Gasoline OB's have only the propeller efficiency between their claimed power and propulsive power. So you should compare your overall efficiency to their propeller efficiency at the same thrust and speed. Your full power is about 120 W propulsive power. How much shaft power does Honda 2.3 need for the same propulsive power? Even with the lowest propeller efficiency of 25% mentioned so far that would be only 480 W, which equals to 0.65 HP. I would say the propeller efficiency is close to 50% at that low power so the equivalent shaft power is 240 W (0,34 HP).

    Since electrical OB's seem to always give electrical input as their power, they need much higher propeller efficiency to be comparable with equal powered gasoline OB's, which always give their propeller shaft power. In all the tests between electrical and gasoline OB's I have seen the top speeds of equal power (e.g 2 kW and 2.5 HP) have been about the sameor the gasoline one has been faster. Those tests include several different dinghies, sailboats etc. with a top speed range from 4 knots to 20 knots (10 HP).

    Then most small OB's have considerably more shaft power than they claim, which makes the equivalence even worse for the electrical ones. For EP Carry there is no even closely equivalent gasoline OB, since the smallest one made in this century is 2 HP, which is far more powerfull.
     
  3. gonzo
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    gonzo Senior Member

    I doesn't seem like an accurate or honest approach. The reserve power needed is the same regardless of power source. It is not true that gas outboards need to be over-rated any more than an electric outboard. That is sales hype and not backed by any engineering calculation or collected data.
     
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  4. baeckmo
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    baeckmo Hydrodynamics

    Now, Jet14, it's fair that you present a list of your achievements. Please excuse me for not wading through the complete mass of previous
    notes here, but what was the total maximum input power to the controller (i.e. battery output Power) during those tests? There seems to be a lot of confusion involving propeller efficiency, that has nothing to do with the original question. Provided the propeller is driven at the same rotational speed and pushing the same hull at the same speed, the propeller will produce the same thrust and efficiency (ie consume the same power), whatever mechanism is turning the shaft.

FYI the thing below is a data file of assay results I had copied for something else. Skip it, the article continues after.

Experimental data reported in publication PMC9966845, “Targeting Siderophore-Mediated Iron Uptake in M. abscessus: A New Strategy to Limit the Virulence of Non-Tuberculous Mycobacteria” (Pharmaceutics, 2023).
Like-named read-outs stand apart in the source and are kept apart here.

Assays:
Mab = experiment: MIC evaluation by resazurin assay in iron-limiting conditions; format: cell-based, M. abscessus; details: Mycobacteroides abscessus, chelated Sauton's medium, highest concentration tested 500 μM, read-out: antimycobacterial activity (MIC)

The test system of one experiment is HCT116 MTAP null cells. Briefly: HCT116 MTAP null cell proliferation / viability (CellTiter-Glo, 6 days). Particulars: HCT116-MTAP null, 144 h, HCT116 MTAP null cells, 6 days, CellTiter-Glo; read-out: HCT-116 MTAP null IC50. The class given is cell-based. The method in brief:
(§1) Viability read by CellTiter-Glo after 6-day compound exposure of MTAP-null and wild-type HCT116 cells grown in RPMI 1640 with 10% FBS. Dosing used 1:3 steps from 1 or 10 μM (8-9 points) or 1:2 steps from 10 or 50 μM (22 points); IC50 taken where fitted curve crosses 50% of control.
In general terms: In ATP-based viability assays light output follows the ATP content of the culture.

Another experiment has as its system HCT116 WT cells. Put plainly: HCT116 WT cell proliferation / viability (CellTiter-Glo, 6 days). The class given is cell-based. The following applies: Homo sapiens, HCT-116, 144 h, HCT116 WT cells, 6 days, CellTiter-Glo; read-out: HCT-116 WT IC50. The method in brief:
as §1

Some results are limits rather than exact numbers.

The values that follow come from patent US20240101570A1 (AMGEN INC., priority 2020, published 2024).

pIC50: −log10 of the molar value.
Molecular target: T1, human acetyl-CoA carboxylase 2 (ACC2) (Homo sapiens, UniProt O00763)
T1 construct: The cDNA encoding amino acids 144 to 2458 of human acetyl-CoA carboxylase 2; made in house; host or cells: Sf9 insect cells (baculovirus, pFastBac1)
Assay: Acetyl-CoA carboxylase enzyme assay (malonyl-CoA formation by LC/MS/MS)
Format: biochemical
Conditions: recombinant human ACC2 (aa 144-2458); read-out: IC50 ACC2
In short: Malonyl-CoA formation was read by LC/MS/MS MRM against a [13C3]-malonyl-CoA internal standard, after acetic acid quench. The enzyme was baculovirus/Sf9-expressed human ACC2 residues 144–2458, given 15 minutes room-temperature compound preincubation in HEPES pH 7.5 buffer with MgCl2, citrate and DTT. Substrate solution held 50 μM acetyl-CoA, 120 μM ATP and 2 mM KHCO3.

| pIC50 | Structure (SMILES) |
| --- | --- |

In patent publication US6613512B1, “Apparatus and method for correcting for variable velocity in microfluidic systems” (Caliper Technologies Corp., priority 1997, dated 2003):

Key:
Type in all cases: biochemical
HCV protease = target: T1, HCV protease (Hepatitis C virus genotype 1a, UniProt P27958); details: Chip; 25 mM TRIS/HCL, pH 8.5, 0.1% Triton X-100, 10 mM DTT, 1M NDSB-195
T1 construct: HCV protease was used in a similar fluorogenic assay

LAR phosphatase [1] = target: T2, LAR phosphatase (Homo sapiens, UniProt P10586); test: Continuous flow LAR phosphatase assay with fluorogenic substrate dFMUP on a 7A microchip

Considering the affinity laws for propellers and pumps, and using the conventional correction for propulsive speed, the propeller input power varies in proportion to about rpm^k, where "k" is 2,5 to 2,75 depending on hull shape et c.. Strictly for pumps and waterjets the exponent is 3,0, because the "pumping system" is determining the inflow, not the hull moving through the water.

    So, if we take, as Joakim did, a 2 hp gas OB, say a Parsun or Yamaha. The nominal rpm at engine shaft at 2 hp output is 4500 rpm. The gear ratio is 2,08:1 and the 3- blade standard propeller is 7,25" x 5". With these figures we get a reasonable operating point at a forward speed of 7 knots (thrust is ~221 N and propeller efficiency ~50%, wake factor 0,9).

    Let us compare this engine at 3,25 knots and an engine power output of 0,2 hp (=150W). At this speed and power requirement, the rpm's will be ~2310 on the engine shaft. Thrust at this operating point is 54 N and propeller efficiency is again ~50%. In order to make fair comparisons, you must compare apples with apples; if your "propulsion unit" has an operating envelop in the 3-to-4 knot range for small vessels, then you can't compare with another "propulsion unit", designed for a completely different operating situation, no matter what kind of energy it is using! What matters to the person paying the bills is energy consumption for a given transport work.